The result was a patchwork of practices. In communities such as Barrie, petitions from local veterans’ groups resulted in proclamations declaring that all businesses would close. In some places, shops closed while factories remained opened. In Toronto, giving employees two minutes of silence — or, if they worked downtown, the opportunity to attend public ceremonies — remained the preferred option. Kitchener-Waterloo businessmen were angry that Toronto stores remained open, drawing customers who might have shopped in the twin cities that day. The next year, the number of cities that closed for only an hour grew.

During the Second World War, the federal government reviewed the necessity of some statutory holidays and their effect on war production. While Remembrance Day, along with Boxing Day and Easter Monday, was tossed on the scrap heap in 1942, Canadians were encouraged to continue observing two minutes of silence and to attend limited public memorial ceremonies. The province decided that November 11 would be a regular school day, but one on which the dead would be honoured. “The commemoration by the pupils of our schools of the great Empire builders and of those who have given their lives in defence of our country will not in any manner interfere with production for war purposes, and should indeed be more emphasized than ever before in these days when the ideals for which they worked and died are threatened,” Minister of Education Duncan McArthur observed.

After the war, Remembrance Day was reinstated as a statutory holiday. Veterans’ groups continued to lobby for a compulsory national holiday, while some politicians continued to worry about potential effects on businesses. During a heated discussion at a convention of municipal officials held in Toronto in 1953, Hamilton alderman Robert Purnell accused labour organizers of using veterans to push for another paid holiday and suggested that the Sunday closest to November 11 be set aside. York Township reeve Fred Hall tore into Purnell. “If we can’t set aside one day in the year to honour the men who died in defense of our freedom,” Hall argued, “there is something wrong.” While the gathering endorsed the request from the veterans, it had no effect.

Schools remained a contentious issue. In 1963, the Kitchener branch of the Legion called two local school trustees “anti-Canadian” for suggesting it was better to have Remembrance Day services in schools than a day off. Delegates at a provincial school trustee convention held in Niagara Falls in 1964 voted unanimously to end the school holiday. “I don’t think the day means anything anymore,” Toronto Board of Education chairman William Stainsby told the attendees. The Legion gradually changed its position — by the 1980s, it favoured student participation in community services. When Minister of Education Bette Stephenson in late 1982 announced the elimination of the school holiday in favour of services and in-class activities, she was supported by school boards and fellow MPPs.

Reflecting on the end of the school holiday in 1983, Legion provincial secretary Reg Cleator told the Toronto Star, “It was a joke. All kids did was run around, raise hell, and patronize the pinball parlors.” Its efforts going forward focused on ensuring that businesses would be compelled to observe two minutes of silence. When it came to children, the Legion concluded, contests, contact with veterans, and school activities were far more effective in stressing the contemplative aspect of the day.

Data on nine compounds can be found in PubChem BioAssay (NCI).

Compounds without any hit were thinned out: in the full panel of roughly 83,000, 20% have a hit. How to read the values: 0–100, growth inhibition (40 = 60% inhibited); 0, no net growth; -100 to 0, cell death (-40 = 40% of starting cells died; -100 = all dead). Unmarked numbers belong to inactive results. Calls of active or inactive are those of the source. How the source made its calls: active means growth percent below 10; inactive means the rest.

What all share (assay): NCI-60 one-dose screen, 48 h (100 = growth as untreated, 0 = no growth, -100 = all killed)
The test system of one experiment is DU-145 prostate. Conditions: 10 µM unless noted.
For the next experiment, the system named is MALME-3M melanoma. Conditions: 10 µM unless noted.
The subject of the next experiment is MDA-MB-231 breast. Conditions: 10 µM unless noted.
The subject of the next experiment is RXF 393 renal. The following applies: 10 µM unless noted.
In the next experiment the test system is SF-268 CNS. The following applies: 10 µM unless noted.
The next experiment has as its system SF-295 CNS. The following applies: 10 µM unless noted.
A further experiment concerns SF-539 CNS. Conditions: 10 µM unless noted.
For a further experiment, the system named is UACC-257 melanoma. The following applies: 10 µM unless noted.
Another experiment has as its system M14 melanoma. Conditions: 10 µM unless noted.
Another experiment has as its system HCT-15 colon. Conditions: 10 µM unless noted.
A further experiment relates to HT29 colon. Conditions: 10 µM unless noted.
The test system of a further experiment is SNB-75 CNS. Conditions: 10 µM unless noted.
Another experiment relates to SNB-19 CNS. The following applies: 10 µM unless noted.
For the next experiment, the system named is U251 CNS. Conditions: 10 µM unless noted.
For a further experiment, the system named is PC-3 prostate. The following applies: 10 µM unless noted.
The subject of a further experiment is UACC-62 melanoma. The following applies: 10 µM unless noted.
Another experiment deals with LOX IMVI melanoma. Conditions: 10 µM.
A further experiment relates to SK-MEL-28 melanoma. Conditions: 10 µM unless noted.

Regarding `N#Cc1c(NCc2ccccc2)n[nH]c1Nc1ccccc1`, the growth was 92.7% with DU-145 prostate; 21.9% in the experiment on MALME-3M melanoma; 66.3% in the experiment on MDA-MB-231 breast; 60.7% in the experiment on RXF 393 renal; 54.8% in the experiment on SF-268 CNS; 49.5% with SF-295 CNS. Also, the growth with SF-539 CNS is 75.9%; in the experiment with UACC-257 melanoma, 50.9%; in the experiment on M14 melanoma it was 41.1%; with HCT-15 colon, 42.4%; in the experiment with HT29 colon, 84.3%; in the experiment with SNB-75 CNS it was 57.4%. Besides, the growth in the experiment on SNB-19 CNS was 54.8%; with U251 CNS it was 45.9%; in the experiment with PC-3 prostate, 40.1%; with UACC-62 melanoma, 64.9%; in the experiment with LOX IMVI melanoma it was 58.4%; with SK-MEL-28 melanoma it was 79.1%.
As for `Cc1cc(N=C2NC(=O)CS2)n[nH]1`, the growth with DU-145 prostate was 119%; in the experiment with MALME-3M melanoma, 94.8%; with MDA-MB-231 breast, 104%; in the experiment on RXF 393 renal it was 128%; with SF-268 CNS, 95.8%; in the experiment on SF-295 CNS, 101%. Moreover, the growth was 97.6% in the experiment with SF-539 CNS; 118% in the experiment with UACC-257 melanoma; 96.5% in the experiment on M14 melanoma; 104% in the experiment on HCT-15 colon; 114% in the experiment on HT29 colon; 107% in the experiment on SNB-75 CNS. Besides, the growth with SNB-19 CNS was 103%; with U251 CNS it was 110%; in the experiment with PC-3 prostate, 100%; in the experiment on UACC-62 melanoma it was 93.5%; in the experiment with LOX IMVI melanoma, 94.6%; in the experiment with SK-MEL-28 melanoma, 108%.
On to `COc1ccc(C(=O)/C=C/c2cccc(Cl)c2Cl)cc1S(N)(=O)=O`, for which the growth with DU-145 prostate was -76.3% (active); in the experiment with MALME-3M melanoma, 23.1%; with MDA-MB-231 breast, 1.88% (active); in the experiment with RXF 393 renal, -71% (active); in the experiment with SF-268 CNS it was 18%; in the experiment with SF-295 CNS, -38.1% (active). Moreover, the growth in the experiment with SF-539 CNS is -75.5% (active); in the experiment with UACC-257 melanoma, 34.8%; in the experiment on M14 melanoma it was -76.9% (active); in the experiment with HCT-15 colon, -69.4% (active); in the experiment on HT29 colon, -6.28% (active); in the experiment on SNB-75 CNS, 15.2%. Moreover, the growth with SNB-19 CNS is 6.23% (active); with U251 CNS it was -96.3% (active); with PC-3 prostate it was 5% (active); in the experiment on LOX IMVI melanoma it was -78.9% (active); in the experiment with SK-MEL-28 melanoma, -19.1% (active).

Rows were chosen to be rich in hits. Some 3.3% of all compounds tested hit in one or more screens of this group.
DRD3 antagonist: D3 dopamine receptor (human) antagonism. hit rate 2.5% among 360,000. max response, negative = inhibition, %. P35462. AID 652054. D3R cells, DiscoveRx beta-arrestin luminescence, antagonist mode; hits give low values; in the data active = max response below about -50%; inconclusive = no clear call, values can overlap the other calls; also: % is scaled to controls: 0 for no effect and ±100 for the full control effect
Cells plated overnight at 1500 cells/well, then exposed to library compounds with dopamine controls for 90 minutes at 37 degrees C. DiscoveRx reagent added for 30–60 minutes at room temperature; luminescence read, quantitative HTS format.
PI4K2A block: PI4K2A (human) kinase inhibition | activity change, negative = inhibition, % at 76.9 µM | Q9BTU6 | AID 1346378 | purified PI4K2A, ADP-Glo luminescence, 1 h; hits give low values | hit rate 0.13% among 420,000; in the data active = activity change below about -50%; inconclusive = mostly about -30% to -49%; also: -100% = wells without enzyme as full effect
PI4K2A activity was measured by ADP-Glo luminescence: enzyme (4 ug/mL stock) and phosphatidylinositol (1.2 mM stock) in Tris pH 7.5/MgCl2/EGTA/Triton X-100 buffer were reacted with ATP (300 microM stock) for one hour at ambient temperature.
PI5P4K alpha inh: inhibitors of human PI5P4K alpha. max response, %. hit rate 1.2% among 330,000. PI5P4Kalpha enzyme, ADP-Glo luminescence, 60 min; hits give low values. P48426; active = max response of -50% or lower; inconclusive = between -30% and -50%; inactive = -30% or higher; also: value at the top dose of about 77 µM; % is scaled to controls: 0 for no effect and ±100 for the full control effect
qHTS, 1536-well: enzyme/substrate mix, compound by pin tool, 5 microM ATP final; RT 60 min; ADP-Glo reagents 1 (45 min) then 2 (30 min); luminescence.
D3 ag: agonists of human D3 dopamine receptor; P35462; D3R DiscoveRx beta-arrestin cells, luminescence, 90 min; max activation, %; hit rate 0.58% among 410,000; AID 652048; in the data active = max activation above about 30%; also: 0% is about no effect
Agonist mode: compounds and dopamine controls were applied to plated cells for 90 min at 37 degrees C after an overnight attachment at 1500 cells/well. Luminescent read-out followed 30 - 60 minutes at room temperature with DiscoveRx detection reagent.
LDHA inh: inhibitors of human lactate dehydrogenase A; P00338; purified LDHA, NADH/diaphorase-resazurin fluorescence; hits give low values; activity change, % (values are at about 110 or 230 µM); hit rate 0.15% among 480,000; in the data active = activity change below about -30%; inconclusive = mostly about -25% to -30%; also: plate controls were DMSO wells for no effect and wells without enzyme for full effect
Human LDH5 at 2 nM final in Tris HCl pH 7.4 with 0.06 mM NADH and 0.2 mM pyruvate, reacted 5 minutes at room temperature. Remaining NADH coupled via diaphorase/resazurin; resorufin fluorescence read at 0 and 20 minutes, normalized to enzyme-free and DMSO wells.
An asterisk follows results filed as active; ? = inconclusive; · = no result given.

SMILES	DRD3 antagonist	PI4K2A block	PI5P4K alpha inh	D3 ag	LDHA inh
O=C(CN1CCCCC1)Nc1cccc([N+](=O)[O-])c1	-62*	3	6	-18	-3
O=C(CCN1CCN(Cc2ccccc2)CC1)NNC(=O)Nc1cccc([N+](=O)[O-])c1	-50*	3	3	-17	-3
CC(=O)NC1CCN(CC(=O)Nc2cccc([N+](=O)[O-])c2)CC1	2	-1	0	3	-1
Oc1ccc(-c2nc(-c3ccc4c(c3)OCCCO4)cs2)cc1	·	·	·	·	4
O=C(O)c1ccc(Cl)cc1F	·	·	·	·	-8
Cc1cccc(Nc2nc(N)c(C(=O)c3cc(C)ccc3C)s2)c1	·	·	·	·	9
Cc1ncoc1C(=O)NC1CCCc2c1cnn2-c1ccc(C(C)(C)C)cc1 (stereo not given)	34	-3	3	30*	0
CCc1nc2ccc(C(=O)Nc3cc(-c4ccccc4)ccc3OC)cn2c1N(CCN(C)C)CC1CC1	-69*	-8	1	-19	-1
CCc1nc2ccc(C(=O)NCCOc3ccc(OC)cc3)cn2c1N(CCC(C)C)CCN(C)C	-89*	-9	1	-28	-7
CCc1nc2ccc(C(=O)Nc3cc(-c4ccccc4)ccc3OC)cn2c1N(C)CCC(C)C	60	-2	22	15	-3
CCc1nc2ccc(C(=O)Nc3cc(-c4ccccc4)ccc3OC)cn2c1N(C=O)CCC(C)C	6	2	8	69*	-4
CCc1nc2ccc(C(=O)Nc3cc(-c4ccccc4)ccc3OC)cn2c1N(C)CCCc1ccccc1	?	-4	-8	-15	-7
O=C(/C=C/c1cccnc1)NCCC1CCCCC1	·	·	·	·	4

Since the 1980s, MPPs across party lines have introduced private members’ bills to declare some or all of November 11 as a full holiday, only to watch them inevitably die. The ideas presented have varied: In 1987, Norm Sterling (Carleton) proposed giving all veterans a stat holiday, but Premier David Peterson worried about complaints of discrimination if they were the only group granted a full day off. In 1997, Morley Kells (Etobicoke–Lakeshore) managed to get the Remembrance Day Observance Act through; the bill encouraged two minutes of silence but was purely voluntary. Several MPPs backed a proposal from a St. Catharines accountant to declare a half-day holiday in 2000. Ten years later, Lisa MacLeod (Nepean–Carleton) proposed using Remembrance Day instead of Family Day on the provincial holiday calendar, an idea opposed by school boards and the Legion.

How does the public feel? In a series of polls conducted since 2012, Historica Canada and Ipsos have found that up to 90 per cent of Canadians support making Remembrance Day a full national statutory holiday.

Sources: the October 10, 1932, edition of the Durham Chronicle; the May 7, 1931, edition of the Financial Post; the October 31, 1942, March 6, 1943, May 22, 1953, October 19, 1963, and December 3, 1982, editions of the Globe and Mail; the November 7, 2000, edition of the Niagara Falls Review; the November 11, 1987, and November 12, 2000, editions of the Ottawa Citizen; the September 12, 1931, October 16, 1931, and October 26, 1983, editions of the Toronto Star; and the October 31, 1935, November 13, 1935, October 20, 1942, June 3, 1964, October 9, 1964, and November 23, 1982, editions of the Windsor Star.